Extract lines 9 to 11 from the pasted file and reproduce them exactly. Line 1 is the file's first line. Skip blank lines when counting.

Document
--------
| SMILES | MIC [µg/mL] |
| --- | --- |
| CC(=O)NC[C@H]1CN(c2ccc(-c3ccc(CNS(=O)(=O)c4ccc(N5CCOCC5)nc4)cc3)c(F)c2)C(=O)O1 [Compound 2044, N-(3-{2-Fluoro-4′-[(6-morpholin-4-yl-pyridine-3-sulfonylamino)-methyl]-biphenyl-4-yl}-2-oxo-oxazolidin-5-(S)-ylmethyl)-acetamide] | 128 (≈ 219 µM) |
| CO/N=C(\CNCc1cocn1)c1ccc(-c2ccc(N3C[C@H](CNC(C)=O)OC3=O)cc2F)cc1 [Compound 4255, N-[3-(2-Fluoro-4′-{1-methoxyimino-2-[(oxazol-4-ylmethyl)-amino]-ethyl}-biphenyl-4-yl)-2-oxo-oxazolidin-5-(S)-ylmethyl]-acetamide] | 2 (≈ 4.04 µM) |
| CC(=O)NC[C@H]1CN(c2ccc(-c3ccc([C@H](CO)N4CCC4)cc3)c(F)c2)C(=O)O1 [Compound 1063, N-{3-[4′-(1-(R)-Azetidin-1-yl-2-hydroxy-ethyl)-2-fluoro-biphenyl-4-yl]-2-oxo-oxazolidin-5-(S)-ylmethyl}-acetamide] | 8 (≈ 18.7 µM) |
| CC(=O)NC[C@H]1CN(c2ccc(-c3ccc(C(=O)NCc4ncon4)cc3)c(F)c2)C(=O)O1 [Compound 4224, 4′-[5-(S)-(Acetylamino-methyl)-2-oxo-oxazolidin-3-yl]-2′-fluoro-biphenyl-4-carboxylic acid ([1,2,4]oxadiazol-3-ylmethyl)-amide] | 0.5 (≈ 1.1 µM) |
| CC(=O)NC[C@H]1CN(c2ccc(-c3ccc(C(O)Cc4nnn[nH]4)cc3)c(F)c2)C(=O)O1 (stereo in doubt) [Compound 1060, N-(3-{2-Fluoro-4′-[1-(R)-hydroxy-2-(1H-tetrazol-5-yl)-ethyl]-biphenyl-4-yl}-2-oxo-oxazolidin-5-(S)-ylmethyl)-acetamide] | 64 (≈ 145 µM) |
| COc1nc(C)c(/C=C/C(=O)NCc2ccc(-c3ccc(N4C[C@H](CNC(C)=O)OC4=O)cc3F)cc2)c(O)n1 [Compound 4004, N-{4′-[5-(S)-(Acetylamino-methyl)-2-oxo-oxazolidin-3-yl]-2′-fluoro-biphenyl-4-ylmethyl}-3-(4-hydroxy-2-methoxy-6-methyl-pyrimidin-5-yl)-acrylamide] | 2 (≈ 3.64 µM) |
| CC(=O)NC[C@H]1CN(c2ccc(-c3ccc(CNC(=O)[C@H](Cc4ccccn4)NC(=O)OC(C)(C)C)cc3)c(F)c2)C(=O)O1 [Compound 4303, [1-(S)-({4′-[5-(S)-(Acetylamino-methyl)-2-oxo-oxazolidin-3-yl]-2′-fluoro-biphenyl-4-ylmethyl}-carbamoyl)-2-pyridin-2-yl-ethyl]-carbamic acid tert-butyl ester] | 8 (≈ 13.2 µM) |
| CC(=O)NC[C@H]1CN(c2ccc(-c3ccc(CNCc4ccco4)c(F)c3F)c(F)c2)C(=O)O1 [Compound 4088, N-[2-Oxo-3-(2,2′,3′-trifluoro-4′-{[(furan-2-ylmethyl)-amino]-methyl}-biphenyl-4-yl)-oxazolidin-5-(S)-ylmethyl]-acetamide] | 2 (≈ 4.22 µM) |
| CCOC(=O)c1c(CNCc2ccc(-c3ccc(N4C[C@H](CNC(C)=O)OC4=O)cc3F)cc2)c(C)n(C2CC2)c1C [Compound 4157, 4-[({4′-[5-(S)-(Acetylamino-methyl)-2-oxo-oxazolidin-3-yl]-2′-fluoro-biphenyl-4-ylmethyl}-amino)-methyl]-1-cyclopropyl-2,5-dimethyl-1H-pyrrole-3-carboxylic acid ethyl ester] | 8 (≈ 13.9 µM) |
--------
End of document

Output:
| CC(=O)NC[C@H]1CN(c2ccc(-c3ccc(CNC(=O)[C@H](Cc4ccccn4)NC(=O)OC(C)(C)C)cc3)c(F)c2)C(=O)O1 [Compound 4303, [1-(S)-({4′-[5-(S)-(Acetylamino-methyl)-2-oxo-oxazolidin-3-yl]-2′-fluoro-biphenyl-4-ylmethyl}-carbamoyl)-2-pyridin-2-yl-ethyl]-carbamic acid tert-butyl ester] | 8 (≈ 13.2 µM) |
| CC(=O)NC[C@H]1CN(c2ccc(-c3ccc(CNCc4ccco4)c(F)c3F)c(F)c2)C(=O)O1 [Compound 4088, N-[2-Oxo-3-(2,2′,3′-trifluoro-4′-{[(furan-2-ylmethyl)-amino]-methyl}-biphenyl-4-yl)-oxazolidin-5-(S)-ylmethyl]-acetamide] | 2 (≈ 4.22 µM) |
| CCOC(=O)c1c(CNCc2ccc(-c3ccc(N4C[C@H](CNC(C)=O)OC4=O)cc3F)cc2)c(C)n(C2CC2)c1C [Compound 4157, 4-[({4′-[5-(S)-(Acetylamino-methyl)-2-oxo-oxazolidin-3-yl]-2′-fluoro-biphenyl-4-ylmethyl}-amino)-methyl]-1-cyclopropyl-2,5-dimethyl-1H-pyrrole-3-carboxylic acid ethyl ester] | 8 (≈ 13.9 µM) |